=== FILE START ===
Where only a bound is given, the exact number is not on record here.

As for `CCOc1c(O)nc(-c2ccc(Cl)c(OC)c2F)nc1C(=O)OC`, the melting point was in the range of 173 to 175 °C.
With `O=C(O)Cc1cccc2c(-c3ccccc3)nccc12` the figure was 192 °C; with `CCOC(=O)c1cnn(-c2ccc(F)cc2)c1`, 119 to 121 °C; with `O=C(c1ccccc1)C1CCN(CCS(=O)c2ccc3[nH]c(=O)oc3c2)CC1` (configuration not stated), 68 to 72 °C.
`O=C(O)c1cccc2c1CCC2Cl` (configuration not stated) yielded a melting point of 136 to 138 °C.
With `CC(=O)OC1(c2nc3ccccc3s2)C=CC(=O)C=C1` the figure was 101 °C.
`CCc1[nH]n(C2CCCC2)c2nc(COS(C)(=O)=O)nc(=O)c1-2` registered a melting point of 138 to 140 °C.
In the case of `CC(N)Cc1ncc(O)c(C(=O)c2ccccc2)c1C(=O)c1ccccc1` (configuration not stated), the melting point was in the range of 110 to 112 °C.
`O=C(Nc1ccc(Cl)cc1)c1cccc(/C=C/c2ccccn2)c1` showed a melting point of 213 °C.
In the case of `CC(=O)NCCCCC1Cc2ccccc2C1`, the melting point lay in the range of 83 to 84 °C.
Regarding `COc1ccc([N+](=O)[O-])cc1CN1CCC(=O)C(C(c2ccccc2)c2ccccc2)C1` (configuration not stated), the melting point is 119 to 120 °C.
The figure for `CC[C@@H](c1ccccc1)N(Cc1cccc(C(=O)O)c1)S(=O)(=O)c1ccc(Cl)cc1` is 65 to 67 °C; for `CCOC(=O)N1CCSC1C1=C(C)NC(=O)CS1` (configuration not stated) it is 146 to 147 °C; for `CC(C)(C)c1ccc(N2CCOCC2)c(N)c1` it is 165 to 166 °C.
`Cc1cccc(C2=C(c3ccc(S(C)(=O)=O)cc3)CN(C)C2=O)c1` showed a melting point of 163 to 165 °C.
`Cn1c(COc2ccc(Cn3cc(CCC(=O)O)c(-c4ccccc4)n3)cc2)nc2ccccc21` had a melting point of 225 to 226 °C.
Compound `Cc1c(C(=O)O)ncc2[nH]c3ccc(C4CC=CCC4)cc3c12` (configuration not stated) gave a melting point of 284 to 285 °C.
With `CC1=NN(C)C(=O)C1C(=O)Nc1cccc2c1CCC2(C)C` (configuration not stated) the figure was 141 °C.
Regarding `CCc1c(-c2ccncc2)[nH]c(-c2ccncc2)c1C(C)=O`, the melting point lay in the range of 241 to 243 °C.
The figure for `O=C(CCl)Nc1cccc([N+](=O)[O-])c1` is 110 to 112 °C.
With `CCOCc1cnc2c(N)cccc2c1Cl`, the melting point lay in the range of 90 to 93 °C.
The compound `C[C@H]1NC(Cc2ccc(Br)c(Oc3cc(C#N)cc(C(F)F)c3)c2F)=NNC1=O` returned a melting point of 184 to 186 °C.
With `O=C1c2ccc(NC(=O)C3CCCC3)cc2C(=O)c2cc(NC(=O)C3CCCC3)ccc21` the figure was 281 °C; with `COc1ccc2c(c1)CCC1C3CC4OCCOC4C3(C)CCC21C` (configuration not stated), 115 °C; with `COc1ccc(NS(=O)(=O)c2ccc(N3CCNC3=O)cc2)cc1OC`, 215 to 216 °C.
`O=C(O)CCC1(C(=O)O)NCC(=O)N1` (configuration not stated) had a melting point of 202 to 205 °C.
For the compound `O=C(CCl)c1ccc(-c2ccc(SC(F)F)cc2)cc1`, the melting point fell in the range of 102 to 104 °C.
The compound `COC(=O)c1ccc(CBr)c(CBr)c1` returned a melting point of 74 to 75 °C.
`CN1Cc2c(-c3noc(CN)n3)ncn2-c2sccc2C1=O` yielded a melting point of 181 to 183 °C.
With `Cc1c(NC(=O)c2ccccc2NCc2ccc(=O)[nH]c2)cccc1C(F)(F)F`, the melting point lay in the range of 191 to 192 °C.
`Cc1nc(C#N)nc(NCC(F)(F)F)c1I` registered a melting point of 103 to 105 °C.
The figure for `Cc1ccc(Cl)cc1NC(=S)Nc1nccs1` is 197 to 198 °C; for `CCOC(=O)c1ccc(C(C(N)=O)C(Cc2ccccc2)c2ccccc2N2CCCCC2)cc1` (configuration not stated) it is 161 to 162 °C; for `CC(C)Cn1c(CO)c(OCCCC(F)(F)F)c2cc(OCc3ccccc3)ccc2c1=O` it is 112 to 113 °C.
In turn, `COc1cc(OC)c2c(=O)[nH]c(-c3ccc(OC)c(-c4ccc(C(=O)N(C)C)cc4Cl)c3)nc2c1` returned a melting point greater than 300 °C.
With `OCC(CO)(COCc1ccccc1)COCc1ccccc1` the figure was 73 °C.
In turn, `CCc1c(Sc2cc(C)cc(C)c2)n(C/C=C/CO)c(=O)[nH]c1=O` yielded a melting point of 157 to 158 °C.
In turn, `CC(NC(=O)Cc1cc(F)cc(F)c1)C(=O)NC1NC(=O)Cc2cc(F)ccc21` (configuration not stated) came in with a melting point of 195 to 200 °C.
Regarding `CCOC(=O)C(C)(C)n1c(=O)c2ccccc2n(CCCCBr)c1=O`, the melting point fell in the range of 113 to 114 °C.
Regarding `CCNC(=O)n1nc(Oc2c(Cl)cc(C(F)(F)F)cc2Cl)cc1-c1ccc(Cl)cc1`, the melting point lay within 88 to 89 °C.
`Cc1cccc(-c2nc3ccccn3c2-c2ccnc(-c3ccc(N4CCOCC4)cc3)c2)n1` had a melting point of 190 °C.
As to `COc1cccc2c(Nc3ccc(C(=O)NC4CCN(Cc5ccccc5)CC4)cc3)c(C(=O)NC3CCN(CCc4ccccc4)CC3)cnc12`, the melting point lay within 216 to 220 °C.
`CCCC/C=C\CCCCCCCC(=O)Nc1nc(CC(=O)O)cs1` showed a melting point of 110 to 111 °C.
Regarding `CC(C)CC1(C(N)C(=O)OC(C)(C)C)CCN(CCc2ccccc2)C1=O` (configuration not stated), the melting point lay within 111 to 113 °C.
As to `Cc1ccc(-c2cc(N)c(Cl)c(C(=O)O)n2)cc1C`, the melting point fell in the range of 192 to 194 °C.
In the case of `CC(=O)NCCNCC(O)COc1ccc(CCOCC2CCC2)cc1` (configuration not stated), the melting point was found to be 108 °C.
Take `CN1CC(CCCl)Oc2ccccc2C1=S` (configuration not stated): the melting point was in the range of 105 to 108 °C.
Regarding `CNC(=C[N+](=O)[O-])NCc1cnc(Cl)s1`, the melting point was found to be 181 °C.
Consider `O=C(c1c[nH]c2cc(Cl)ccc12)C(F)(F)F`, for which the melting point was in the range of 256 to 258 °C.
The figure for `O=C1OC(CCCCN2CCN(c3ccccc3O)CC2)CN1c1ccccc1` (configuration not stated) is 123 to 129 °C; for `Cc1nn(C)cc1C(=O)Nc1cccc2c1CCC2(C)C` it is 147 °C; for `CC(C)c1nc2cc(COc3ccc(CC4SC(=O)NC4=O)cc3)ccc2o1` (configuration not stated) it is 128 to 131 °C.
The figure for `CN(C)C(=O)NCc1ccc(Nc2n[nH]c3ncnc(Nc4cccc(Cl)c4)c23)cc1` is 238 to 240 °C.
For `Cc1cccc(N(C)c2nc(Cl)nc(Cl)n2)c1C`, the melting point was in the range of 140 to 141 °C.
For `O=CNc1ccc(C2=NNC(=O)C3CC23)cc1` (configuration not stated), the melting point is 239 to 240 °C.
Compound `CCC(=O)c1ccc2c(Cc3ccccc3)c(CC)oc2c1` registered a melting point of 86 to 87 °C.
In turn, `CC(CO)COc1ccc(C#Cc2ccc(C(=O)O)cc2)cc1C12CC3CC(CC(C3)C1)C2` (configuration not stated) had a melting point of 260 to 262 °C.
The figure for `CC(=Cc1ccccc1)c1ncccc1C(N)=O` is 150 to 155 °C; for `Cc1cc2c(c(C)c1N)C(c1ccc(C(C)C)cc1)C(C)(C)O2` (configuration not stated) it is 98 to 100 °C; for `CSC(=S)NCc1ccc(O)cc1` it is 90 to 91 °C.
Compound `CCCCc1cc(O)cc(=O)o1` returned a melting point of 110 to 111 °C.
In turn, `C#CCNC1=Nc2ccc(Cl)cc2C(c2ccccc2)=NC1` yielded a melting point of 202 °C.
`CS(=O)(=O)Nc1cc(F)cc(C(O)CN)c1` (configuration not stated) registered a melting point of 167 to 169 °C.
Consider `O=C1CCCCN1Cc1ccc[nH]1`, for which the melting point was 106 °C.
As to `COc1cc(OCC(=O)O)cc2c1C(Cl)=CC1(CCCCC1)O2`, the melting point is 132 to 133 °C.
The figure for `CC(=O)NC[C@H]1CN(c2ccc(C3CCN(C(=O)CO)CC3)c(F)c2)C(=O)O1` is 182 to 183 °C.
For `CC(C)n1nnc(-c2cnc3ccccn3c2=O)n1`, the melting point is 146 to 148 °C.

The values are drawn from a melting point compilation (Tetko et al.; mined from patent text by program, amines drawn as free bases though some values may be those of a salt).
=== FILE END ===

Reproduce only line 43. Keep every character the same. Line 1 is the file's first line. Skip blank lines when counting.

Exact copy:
The figure for `O=C1OC(CCCCN2CCN(c3ccccc3O)CC2)CN1c1ccccc1` (configuration not stated) is 123 to 129 °C; for `Cc1nn(C)cc1C(=O)Nc1cccc2c1CCC2(C)C` it is 147 °C; for `CC(C)c1nc2cc(COc3ccc(CC4SC(=O)NC4=O)cc3)ccc2o1` (configuration not stated) it is 128 to 131 °C.